As opposed to many of the other games on this list, Deux Ex has you take control of predesigned character Adam Jensen and does not allow you to customize his character, nor does it really allow you to decide on what his character’s going to be like. There’s conversation options, sure, but these mostly are more informational purposes, some odd quest-based choices notwithstanding. But as far as solving your problems goes, Deus Ex leaves it up to you. You may not have any real say in who Adam Jensen is, but you DO have a say in what he’s capable of and how he employs his skills. You can go in guns-ablazing, focusing on endurance, gunplay and built-in weaponry, slaughtering everyone in your path. Sneaking past everyone and carefully hacking your way through every security system is equally viable. But of course, you always opt to just talk to people and use exceptional analytical and social skills to sweet-talk your way past most trouble if you so desire. And any combination of these approaches is completely possible as well.
Deus Ex really does no hand-holding. There’s a problem, an objective – go solve it. How? Up to you. Do it. Of course, there are always limitations, but Deus Ex pretty much lets you do things your way and that experience is absolutely amazing. And as stated before, the story is really good as well. REALLY good. Up there as one of the best I’ve experienced in any game. It’s true that a lot of it comes in the form of (often optional) written reports, e-mails and background information, but the setting and story is definitely intriguing enough to have you find and read these. And honestly, that’s quite an impressive feat. Despite the ultimately short and somewhat bitter-sweet ending(s), the choice presented at the end is absolutely thought-provoking and brilliant in and by itself. Go play Deus Ex HR if you haven’t already.
2. Dragon Age: Origins (Xbox 360/PS3/PC, 2009)
It’s probably safe to say that western RPG’s started out being heavily influenced by the popular pen-and-paper RPG, Dungeons and Dragons. Bioware used that ruleset to create a D&D inspired computergame that achieved fame and acclaim amongst fervent RPG fans: Baldur’s Gate. From the moment this monumental piece was released, Bioware would distinguish itself as a top-producer of WRPG’s. Despite Baldur’s Gate’s high quality and the excellence of its sequel, another great Bioware game finds itself on the number 2 spot on my list, however. Dragon Age Origins managed to peak my interest in a time where I wasn’t really in to WRPG’s that much, and singlehandedly managed to change that. Never having been a fan of D&D rules in videogames (despite being a D&D player, go figure), Dragon Age’s original gameplay system came as a breath of fresh air, and with its tactical approach to combat as well as its relatively high difficulty and depth managed to win me over. But ultimately it was the game’s brilliantly designed universe and characters that managed to make it one of my favourite WRPG’s, perhaps even one of my favourite games overall. The story is pretty standard and not very impressive to be honest, but it the strength lies within the execution of said storyline. The richness of the gameworld with its expansive lore and background stories, the many well-written and memorable characters, the great humor and some extremely effective dramatic events suck you into the story completely.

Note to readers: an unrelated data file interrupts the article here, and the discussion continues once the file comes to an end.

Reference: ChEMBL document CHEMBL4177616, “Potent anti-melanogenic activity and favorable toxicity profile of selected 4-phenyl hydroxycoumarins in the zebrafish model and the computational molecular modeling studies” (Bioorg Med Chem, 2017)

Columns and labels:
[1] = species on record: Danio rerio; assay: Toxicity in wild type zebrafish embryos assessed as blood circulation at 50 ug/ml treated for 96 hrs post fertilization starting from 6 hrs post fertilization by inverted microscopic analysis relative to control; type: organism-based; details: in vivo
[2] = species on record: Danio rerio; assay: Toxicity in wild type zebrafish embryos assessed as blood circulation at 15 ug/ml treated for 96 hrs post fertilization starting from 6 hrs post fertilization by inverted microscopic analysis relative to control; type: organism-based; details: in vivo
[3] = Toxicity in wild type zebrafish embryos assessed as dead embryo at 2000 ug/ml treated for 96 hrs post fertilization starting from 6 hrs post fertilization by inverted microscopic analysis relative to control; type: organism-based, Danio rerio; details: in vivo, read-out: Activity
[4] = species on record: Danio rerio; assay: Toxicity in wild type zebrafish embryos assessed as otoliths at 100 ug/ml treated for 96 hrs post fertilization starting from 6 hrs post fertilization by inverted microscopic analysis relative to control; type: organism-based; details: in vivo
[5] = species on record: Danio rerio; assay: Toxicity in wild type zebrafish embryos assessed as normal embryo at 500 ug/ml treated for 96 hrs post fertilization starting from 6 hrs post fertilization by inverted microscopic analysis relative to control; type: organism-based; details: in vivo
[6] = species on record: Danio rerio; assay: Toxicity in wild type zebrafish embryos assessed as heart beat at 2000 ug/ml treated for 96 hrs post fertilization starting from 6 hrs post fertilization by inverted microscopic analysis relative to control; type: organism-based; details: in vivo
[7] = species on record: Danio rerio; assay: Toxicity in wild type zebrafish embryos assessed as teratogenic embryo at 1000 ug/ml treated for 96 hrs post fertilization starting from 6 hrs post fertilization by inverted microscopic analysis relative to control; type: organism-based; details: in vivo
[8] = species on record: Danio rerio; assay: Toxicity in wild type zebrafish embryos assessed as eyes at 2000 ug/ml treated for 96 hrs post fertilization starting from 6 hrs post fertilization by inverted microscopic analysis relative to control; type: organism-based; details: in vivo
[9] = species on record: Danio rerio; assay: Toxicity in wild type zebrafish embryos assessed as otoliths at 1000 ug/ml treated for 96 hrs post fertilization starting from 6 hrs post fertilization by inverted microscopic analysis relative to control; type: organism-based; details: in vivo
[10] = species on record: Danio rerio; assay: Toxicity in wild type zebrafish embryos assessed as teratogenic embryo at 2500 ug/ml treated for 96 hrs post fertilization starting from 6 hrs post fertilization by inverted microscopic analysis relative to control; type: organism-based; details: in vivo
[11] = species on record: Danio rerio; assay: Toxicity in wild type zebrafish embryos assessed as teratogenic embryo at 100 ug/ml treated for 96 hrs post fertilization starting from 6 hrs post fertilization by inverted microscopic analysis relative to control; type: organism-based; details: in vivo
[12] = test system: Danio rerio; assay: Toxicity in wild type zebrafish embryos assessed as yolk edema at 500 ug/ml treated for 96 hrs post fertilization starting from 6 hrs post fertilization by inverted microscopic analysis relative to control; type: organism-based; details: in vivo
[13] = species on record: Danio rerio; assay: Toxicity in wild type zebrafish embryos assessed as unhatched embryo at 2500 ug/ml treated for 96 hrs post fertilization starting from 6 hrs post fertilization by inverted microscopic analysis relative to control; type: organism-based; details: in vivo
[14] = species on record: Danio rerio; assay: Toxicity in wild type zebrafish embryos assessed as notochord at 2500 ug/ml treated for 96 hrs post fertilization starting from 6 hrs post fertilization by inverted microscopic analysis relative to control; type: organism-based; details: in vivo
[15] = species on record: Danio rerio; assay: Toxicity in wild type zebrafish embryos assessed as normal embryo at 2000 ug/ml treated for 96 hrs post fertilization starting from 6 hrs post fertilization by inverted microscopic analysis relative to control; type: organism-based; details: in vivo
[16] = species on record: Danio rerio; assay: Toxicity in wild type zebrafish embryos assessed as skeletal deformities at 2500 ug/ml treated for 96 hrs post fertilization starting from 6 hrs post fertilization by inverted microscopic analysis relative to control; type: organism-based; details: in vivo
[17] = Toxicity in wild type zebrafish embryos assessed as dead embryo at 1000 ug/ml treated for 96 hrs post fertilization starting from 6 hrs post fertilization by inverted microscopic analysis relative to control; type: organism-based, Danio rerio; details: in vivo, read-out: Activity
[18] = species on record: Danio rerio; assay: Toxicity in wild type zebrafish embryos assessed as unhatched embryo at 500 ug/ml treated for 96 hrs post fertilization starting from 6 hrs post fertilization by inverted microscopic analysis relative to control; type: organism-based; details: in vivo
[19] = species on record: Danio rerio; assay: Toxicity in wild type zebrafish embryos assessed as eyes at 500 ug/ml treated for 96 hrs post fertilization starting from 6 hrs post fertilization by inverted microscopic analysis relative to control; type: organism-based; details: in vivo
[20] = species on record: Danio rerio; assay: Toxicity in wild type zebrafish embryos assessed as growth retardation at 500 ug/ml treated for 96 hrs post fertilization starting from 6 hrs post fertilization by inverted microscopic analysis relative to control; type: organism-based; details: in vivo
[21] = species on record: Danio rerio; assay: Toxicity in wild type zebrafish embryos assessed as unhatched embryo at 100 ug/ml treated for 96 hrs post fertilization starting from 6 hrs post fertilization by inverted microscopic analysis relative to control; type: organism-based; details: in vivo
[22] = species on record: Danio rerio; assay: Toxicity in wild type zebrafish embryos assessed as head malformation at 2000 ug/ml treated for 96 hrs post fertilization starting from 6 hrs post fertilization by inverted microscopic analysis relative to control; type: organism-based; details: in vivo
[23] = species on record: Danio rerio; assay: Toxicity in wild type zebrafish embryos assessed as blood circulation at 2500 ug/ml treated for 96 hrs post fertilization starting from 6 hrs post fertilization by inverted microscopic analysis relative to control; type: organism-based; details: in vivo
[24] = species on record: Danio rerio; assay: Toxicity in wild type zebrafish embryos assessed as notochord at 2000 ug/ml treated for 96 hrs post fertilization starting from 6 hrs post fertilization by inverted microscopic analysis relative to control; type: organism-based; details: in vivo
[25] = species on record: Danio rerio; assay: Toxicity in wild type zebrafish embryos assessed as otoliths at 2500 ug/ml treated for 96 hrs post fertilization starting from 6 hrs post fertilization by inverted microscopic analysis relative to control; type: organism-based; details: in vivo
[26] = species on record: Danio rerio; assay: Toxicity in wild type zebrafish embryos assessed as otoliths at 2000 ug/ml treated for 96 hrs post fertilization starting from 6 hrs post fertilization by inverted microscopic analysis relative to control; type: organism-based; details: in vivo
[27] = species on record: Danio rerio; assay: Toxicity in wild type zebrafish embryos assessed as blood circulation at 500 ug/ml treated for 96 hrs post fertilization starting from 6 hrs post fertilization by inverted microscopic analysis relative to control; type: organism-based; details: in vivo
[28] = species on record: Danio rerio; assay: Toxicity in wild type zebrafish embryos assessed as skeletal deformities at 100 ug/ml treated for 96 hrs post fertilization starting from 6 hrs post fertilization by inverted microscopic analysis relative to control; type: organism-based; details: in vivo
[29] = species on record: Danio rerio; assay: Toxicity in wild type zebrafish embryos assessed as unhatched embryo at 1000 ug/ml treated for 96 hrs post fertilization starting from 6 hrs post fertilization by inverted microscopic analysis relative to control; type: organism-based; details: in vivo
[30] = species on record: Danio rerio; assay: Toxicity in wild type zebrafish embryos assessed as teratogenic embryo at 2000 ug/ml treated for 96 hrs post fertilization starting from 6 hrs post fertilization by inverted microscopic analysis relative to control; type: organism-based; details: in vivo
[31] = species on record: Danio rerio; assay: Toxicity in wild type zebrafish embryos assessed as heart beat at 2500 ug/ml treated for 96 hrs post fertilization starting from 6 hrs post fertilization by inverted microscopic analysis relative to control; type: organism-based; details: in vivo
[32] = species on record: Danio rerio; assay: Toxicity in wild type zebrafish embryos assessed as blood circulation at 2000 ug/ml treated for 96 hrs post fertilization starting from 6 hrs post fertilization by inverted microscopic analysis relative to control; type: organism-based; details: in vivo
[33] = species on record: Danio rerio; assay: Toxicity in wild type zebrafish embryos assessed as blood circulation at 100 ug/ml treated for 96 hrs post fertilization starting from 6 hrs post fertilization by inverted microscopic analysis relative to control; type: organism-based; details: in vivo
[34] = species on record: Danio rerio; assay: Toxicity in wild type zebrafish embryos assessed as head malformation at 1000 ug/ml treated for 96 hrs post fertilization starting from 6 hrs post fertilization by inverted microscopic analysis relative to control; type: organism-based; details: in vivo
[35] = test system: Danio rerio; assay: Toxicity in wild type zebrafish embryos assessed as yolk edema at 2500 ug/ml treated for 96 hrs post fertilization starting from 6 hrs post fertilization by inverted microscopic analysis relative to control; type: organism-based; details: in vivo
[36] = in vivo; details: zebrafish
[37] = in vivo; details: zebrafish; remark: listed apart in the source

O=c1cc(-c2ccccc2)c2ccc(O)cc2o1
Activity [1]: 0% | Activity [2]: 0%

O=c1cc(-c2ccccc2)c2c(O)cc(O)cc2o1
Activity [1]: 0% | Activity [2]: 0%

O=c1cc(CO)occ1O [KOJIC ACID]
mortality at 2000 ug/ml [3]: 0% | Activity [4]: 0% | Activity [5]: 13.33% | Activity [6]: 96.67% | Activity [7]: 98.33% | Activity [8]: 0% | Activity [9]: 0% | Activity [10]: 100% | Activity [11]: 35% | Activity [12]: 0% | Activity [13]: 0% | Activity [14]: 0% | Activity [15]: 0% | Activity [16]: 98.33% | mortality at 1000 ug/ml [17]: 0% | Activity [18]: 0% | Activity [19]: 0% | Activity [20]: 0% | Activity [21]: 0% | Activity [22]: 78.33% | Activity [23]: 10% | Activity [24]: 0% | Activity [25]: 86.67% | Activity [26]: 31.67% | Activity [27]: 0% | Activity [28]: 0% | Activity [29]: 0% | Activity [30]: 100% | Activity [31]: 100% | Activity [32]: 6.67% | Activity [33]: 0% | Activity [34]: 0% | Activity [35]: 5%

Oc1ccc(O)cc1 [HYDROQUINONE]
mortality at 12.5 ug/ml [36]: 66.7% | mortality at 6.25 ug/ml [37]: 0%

All of this is enhanced by the fact that you completely create your own character, with only a few relatively unimportant details being predetermined. As you’ve chosen your character’s appearance and class, you get to choose one of six different Origin stories (the possibilities of which are based on a combination of your class and race choices) that start out your story: once this initial stage is done, you’re ready to embark upon your grand quest. This quest itself is ultimately linear, and while there is definitely some freedom of choice, the end result is mostly the same. It’s the choices your character makes along the way that makes it all so compelling. Dragon Age really allows you to roleplay your character to your hearts content. You can become best friends with everyone, and be a champion of peace and justice – you can also be a heartless villain. Or just a mischievous jerk. Or an indifferent opportunist. Anything inbetween. And the characters that you meet during your travels are all extremely well-designed and each is interesting in his or her own way.